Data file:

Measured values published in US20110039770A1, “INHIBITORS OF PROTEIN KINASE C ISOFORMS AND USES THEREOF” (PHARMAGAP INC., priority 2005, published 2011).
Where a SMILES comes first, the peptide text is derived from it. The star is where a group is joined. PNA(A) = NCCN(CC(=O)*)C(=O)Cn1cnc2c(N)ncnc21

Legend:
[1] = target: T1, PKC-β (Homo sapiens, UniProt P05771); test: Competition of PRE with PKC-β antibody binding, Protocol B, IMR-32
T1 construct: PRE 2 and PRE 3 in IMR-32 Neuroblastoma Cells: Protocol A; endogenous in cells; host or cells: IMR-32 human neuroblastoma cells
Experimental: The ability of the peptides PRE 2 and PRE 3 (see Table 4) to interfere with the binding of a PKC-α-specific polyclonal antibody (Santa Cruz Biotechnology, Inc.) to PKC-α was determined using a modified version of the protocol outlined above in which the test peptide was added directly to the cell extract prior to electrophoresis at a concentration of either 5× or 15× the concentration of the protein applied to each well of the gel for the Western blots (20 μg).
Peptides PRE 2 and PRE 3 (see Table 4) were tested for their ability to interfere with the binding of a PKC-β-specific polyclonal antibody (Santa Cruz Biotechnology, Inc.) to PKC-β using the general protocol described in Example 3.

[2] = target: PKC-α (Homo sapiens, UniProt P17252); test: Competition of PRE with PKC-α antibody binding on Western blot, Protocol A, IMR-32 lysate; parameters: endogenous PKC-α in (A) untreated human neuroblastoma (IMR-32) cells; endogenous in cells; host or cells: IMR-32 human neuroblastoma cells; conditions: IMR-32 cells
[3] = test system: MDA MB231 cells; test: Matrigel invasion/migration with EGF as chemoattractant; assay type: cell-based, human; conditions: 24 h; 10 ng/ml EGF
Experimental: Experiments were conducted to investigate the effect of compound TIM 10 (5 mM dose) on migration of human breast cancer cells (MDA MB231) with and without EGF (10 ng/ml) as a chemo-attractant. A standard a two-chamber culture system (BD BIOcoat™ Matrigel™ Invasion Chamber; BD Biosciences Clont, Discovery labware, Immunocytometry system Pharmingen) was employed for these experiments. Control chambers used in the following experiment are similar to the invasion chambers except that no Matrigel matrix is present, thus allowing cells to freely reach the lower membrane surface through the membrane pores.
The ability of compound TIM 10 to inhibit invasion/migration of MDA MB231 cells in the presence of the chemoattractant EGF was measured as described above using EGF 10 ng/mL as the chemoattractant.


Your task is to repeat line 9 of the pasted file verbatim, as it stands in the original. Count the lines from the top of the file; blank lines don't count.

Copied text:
[3] = test system: MDA MB231 cells; test: Matrigel invasion/migration with EGF as chemoattractant; assay type: cell-based, human; conditions: 24 h; 10 ng/ml EGF